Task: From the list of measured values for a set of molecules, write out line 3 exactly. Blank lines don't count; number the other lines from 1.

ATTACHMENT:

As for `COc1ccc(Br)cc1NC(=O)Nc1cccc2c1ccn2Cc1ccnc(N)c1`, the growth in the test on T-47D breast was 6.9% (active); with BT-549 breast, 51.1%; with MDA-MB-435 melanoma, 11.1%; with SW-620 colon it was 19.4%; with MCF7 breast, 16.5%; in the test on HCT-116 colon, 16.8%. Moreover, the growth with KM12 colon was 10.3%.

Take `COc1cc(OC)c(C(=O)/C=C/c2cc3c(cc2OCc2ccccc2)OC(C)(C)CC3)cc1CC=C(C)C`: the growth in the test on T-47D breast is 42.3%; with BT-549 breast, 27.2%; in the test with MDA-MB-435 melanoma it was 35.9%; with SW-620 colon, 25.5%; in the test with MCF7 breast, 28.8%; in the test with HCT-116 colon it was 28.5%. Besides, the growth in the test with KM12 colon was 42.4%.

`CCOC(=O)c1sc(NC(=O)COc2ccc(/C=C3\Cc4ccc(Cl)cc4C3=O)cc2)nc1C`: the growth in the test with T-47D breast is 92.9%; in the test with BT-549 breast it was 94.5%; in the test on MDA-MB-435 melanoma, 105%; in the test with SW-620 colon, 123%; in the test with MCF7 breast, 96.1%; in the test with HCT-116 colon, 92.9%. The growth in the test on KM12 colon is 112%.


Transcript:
`CCOC(=O)c1sc(NC(=O)COc2ccc(/C=C3\Cc4ccc(Cl)cc4C3=O)cc2)nc1C`: the growth in the test with T-47D breast is 92.9%; in the test with BT-549 breast it was 94.5%; in the test on MDA-MB-435 melanoma, 105%; in the test with SW-620 colon, 123%; in the test with MCF7 breast, 96.1%; in the test with HCT-116 colon, 92.9%. The growth in the test on KM12 colon is 112%.